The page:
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Everyone Hates Pin Headers, So Why Are They So Common?

Yes, we all hate 0.1″ and 0.156″ pin headers. They’re easy to plug in backwards, or off by one (as owners of a Wells-Gardner K6100 know well); plugging them in and removing them stresses the connection to the PCB and causes intermittent connections over time; and no one seems to be able to agree which end is pin 1.

So why are they so common?

Well, how can we (electrically) connect one PCB to another? There are a bewildering variety of options.

A meaningful percentage of my design time is spent:

  • Figuring out which connectors were used on something I have to connect to, if they still exist and are available, and which of the dozens of similar-looking options are actually compatible. (Crimp pins for multi-pin connectors are a particular offender here.)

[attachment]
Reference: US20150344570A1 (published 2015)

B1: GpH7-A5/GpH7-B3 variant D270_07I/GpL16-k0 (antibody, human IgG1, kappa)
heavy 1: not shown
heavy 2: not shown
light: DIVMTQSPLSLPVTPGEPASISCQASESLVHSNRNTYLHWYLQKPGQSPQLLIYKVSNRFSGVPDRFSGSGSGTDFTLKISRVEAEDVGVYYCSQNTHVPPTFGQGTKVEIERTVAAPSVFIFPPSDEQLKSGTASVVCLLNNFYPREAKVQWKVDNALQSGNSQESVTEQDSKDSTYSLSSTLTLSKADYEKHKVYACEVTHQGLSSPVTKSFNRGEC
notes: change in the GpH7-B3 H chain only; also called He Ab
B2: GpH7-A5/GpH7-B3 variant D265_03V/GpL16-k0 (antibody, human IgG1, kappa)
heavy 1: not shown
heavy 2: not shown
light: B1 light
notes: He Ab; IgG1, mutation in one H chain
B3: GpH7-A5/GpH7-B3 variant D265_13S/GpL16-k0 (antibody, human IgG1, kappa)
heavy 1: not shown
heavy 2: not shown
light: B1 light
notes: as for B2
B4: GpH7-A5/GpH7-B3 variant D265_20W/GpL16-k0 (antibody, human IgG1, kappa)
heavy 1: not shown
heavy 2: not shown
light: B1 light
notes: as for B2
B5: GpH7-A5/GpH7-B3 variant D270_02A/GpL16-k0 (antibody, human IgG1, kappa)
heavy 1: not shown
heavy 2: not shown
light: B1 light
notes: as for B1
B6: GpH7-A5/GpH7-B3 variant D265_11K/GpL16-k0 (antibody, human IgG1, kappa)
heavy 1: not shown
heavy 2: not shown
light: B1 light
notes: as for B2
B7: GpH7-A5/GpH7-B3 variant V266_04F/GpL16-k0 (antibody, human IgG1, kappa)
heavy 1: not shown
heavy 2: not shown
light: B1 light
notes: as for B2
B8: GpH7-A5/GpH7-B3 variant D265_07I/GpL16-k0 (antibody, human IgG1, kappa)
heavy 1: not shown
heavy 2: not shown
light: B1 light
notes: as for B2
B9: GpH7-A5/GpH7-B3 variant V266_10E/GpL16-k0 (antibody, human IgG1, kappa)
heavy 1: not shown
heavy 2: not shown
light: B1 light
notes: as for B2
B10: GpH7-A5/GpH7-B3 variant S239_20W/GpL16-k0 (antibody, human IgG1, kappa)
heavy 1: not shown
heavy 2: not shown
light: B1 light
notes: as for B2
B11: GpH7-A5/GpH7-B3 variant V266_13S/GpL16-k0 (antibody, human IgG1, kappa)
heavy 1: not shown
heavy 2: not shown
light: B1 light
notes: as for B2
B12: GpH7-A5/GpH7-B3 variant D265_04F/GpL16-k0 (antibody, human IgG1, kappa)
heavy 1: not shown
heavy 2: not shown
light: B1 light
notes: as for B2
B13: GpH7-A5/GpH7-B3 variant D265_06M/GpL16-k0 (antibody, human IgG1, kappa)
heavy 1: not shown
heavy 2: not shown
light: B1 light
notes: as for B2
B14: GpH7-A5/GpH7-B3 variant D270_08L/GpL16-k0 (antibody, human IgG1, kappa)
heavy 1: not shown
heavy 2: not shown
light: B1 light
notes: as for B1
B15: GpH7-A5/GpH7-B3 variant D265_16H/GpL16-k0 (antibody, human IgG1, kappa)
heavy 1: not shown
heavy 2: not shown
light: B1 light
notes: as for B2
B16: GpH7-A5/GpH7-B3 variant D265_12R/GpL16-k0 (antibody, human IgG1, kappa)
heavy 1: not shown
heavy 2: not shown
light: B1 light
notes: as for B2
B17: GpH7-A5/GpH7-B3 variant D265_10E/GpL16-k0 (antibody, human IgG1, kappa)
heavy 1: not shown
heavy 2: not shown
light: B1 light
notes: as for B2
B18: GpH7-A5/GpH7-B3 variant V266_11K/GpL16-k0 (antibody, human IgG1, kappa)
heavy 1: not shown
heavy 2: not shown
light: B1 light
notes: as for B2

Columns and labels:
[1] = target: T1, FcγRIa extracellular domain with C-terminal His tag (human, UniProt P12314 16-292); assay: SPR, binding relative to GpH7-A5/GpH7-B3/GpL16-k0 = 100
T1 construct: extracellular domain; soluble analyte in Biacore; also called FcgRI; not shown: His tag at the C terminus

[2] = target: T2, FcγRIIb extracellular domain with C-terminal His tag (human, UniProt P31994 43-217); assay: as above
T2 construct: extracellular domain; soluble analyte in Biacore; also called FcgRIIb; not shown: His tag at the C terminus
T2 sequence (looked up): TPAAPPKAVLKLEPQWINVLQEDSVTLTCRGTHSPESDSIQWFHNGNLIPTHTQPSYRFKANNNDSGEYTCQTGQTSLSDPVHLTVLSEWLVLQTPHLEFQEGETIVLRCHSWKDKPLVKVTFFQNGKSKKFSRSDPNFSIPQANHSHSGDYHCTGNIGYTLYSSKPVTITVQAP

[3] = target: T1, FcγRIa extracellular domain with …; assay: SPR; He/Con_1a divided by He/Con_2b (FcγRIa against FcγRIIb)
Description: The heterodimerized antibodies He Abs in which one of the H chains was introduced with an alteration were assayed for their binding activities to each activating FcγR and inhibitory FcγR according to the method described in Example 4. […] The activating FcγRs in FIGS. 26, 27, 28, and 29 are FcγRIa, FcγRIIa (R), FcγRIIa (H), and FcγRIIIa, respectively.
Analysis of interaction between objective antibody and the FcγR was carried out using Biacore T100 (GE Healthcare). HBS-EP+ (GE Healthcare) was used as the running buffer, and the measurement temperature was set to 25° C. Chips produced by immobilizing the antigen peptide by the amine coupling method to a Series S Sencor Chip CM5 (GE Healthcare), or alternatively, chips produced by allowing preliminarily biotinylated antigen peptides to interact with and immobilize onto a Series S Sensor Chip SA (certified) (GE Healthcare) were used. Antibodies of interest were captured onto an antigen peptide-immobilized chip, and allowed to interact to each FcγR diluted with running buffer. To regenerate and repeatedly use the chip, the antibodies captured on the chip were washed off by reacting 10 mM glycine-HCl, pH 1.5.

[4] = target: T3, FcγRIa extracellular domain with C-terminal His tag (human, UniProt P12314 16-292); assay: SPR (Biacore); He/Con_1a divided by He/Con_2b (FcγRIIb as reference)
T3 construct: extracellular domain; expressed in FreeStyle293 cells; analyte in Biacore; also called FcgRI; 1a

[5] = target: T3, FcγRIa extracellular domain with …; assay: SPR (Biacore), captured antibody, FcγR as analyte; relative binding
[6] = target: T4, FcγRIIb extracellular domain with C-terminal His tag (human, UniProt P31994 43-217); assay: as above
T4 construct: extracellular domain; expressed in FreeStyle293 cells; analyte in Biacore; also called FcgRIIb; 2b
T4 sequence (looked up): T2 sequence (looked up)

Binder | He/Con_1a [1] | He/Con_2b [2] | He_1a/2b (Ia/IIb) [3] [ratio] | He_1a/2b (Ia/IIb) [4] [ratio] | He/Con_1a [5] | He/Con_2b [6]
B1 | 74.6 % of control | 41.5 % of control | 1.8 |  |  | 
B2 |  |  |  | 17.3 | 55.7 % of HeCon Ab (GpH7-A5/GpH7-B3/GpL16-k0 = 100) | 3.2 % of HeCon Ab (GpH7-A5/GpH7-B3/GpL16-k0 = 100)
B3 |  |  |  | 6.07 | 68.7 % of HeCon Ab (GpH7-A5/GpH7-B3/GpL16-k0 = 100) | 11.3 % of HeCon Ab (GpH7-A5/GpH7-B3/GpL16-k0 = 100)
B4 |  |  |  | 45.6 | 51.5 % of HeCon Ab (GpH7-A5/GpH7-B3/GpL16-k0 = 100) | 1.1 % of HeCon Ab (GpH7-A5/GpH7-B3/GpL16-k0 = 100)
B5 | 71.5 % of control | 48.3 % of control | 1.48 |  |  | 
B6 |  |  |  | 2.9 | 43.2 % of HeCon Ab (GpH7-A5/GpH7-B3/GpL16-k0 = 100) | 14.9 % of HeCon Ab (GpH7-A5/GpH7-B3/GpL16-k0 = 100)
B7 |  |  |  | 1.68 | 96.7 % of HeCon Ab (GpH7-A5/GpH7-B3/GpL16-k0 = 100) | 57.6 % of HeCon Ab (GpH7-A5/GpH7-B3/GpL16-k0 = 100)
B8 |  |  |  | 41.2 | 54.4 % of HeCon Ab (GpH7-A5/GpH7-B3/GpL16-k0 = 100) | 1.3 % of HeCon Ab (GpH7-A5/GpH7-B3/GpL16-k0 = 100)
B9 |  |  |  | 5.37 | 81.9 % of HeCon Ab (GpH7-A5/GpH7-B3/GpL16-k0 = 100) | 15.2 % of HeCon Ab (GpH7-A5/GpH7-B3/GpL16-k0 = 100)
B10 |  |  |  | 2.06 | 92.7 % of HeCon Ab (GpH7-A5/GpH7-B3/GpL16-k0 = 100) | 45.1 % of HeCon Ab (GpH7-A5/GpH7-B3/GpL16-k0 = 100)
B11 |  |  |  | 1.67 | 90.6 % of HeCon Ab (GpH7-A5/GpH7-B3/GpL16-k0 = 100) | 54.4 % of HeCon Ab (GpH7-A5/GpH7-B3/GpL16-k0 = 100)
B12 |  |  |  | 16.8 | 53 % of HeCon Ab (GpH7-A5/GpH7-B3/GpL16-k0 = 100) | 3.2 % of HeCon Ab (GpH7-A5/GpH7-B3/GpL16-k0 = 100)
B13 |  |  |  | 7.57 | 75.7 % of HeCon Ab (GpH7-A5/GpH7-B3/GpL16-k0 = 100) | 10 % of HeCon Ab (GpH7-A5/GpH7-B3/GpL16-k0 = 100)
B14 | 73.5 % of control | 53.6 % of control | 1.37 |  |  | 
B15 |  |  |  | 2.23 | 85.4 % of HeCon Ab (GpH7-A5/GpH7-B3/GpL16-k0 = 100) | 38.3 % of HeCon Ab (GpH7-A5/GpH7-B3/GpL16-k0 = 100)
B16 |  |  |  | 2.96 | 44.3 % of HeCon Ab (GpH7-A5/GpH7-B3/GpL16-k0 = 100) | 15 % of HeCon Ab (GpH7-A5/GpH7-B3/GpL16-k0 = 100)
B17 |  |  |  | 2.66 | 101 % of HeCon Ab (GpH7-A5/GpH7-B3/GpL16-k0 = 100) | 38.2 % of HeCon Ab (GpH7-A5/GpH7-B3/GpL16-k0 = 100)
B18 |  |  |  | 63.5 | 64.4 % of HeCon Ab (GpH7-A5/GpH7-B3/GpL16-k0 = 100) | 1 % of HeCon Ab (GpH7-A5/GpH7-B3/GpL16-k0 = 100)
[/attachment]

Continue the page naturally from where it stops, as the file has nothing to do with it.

• Figuring out which connectors are appropriate for the intended usage, reasonably priced, and easily available.

Just go here and start drilling through all the categories…and don’t forget about TE Connectivity, and Amphenol (page 1 of 50).

Or, I can give up and just slap on some pin headers. They’re usually the cheapest option, they’re easily available…and they avoid spending hours of time trying to figure out what might work better.

And that’s why you see so many pin headers.

(Especially in the days before the Internet, when choosing parts involved thumbing through stacks of paper catalogs and squinting at tiny drawings printed on the cheapest possible newsprint, it was easiest to go with what you already had and knew.)


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